Wednesday, April 20, 2011


Overexposed picture of papercraft smart phone - “It's good to overexpose yourself with work. But don't expose yourself too much with the press.”

One woman laughs about the time she took her 14-year-old daughter and
her daughter's best friend to a Peter, Paul and Mary concert. They
were all fans of "oldies" music from the 60's and 70's and felt lucky
to get front row seats. When they returned home, her daughter said,
"During the show, we looked back and saw hundreds of little lights
swaying to the music. At first we thought the people were holding up
cigarette lighters. Then we realized that the lights were the
reflections off all the eyeglasses in the audience." (Thanks to
"Reader's Digest")

My eyesight isn't what it used to be, either. But as Helen Keller (who
could neither hear nor see) said, "The greatest tragedy in life is
people who have sight but no vision." Maybe I should be more concerned
with my vision than with my eyesight.

There are numerous stories of people who lacked vision. A Hollywood
producer scrawled a curt rejection note on a manuscript that became
"Gone With The Wind." He had no vision for the success that movie
would enjoy.

Orville and Wilbur Wright felt excited. On December 17, 1903, they
had finally succeeded in keeping their homemade airplane in the air
for 59 seconds. Immediately, they rushed a telegram to their sister
in Dayton, Ohio, telling of this great accomplishment. The telegram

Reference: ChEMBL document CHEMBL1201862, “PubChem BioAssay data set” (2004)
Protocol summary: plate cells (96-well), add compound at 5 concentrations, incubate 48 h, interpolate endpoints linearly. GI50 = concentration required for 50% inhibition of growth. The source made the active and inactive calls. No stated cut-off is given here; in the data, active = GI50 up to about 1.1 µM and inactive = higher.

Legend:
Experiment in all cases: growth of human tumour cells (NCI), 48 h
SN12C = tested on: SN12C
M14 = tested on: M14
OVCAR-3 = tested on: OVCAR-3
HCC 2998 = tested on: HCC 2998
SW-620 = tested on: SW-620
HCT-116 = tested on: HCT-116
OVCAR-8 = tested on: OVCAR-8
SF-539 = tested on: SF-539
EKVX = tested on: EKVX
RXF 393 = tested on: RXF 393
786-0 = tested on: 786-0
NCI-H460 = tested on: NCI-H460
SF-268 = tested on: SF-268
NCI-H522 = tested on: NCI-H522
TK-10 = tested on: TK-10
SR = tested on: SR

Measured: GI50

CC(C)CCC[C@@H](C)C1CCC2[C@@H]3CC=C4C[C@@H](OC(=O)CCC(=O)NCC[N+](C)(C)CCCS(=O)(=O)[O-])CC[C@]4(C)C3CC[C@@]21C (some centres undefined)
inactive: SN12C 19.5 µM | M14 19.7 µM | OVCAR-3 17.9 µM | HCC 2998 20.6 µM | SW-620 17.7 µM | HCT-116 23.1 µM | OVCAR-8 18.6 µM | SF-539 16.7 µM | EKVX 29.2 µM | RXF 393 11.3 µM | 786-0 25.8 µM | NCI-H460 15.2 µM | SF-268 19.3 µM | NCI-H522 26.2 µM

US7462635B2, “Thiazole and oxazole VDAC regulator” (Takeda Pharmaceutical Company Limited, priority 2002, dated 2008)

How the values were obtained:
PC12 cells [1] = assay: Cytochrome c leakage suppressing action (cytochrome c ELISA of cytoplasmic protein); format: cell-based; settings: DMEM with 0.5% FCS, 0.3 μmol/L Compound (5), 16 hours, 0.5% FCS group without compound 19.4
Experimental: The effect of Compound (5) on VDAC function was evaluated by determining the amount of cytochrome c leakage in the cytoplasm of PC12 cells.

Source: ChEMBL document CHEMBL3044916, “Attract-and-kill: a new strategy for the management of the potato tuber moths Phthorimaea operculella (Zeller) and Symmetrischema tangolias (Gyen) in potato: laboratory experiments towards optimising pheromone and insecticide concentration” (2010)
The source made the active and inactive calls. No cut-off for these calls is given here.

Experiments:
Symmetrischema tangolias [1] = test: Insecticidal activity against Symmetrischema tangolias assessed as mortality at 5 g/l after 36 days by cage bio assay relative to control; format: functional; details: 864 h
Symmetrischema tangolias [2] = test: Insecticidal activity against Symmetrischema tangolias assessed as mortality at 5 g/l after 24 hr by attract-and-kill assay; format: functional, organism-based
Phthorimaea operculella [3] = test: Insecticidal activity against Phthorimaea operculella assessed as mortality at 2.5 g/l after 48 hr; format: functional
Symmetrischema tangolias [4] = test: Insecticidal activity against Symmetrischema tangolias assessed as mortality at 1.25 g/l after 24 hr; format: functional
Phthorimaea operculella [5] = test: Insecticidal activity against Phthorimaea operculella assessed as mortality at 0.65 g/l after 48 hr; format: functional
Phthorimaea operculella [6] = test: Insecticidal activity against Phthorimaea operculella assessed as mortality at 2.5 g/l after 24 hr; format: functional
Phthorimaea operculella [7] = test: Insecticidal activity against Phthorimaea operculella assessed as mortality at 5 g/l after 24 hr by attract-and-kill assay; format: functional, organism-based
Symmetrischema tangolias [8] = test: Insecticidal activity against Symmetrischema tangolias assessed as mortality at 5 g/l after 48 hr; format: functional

read, "First sustained flight today fifty-nine seconds. Hope to be
home by Christmas."

Upon receiving the news of the successful flight, their sister was so
excited that she rushed to the newspaper office and gave the telegram
to the editor. The next morning the newspaper headed the story:
"Popular Local Bicycle Merchants To Be Home For Holidays." The hapless
editor saw what was obvious, but missed the real story.

Vision is never about seeing the obvious. It's about looking ahead;
about seeing what is not there -- YET. It's often about seeing the
potential behind the obvious.

Like the potential in people. Spotting the potential for success in a
student who, as is obvious to everyone else, will likely fail.

Or recognizing the potential for something good to come from a
situation others are writing off as lost.

If we want to see what is really going on, we will need to learn to
spot what is not there, then act on it.

So... your eyesight may be perfect, but how's your vision?

From Lifesupport

Lifesigns Life Quotes

No comments:


Related Posts with Thumbnails